Wednesday, April 03, 2013

Do Most Contemporary Christians Think That Christianity Is About Them?

Provocative assertion made by John Schroeder, inspired by Dan Edelen:
Most Christians these days think Christianity is about them. It's their salvation, it's their worship, it's their Jesus. But nothing could be further from the truth. Jesus saves us for His ends, not ours. Somehow our approach to evangelism has got to begin to make this apparent. All the blatant appeals to personal interest that we make DO NOT serve the Kingdom.
I think John's right! And it drives me to my knees in repentance and submission.

In the New Testament, Peter writes that through Christ, believers in Christ have become members of "a chosen race, a royal priesthood, a holy nation, God's own people," then says that God has not given us such elevated status for ourselves, but "in order that you may proclaim the mighty acts of Him Who called you out of darkness into his marvelous light." (1 Peter 2:9)

Often, as I pray, I'm forced to confess to God that I take a selfish and utilitarian view of my faith. My behavior too often betrays the real motivation of my "devotion" to Christ: "What's in it for me?"

In fact, there's a lot that's in it for me (or anyone) in daily surrendering to and trusting in Christ. He sets me free from sin and death, after all, and gives me the undeserved and unearned privilege of living with Him forever.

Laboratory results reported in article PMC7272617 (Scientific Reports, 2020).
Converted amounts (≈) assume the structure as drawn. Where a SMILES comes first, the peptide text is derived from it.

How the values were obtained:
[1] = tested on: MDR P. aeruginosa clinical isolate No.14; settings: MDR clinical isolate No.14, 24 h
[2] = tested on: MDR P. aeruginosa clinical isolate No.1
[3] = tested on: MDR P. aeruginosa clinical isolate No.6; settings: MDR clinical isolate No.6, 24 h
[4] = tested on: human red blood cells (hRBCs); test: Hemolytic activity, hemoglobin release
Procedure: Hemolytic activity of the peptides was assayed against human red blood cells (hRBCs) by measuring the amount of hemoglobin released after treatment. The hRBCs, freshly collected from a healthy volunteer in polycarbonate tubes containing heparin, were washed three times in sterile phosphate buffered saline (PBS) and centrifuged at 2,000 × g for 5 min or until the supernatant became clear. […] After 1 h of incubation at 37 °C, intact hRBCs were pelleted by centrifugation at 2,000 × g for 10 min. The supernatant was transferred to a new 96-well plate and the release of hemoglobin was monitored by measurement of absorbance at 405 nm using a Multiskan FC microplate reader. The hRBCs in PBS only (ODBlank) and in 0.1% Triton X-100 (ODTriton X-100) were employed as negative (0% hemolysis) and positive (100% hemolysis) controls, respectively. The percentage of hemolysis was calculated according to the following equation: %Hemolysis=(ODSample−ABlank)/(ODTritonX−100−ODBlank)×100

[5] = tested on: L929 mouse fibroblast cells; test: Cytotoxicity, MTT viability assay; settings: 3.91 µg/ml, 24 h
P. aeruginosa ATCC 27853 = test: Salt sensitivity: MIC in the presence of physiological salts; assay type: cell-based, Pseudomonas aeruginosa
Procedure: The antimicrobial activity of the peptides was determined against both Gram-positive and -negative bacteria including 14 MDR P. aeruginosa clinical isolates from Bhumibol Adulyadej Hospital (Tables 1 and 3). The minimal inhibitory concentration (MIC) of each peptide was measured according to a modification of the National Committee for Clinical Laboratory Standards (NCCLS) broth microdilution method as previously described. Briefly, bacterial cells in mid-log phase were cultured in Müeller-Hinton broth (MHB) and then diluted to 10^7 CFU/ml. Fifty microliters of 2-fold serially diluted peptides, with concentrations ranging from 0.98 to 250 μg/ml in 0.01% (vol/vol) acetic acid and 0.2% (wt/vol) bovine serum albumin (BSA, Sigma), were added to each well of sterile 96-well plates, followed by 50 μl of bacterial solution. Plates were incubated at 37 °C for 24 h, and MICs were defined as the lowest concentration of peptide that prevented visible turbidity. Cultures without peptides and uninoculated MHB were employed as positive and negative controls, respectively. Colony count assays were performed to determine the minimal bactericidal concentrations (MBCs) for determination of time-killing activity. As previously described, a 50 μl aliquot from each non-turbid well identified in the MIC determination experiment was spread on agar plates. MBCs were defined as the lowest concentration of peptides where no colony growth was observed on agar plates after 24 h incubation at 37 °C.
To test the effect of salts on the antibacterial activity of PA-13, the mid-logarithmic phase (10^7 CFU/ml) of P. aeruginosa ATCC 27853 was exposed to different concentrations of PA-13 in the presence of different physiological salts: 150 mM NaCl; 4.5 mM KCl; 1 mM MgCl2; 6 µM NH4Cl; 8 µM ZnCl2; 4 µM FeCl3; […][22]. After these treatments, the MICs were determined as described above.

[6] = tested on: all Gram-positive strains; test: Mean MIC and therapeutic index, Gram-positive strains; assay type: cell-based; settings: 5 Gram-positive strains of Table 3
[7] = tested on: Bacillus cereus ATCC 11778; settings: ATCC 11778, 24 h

But salvation that isn't shared with others too easily becomes self-serving, self-worshipful, self-congratulating, self-promoting.

Jesus says, "No one after lighting a lamp puts it under a bushel basket, but on the lampstand, and it gives light to all in the house" (Matthew 5:15). Cover a lamp and two things happen: (1) It doesn't give light; (2) Denied of oxygen, it soon will go out.

From what Peter and others say in the Bible, I take it that the Holy Spirit sets the lamp of faith aflame within us not just for ourselves, but also to let others see how the God known in Christ can change people from enemies of God, to members of that chosen race, royal priesthood, and holy nation.

When we fail to live in service and love for others, we are failing in our essential call as Christians. And we risk snuffing out our own faith.

As Lutheran pastor, Brian Stoffregen, says in a piece I cited on Easter Sunday:
“Can we say that we really believe in the resurrection of the Lord if we aren't willing to tell others about it?” 
And, I might add, if we aren't willing to make others' salvation a higher priority than our own?

I'm not pointing any fingers. I'm looking at the man in my mirror. Lord, have mercy on me.

[Read John's post.]

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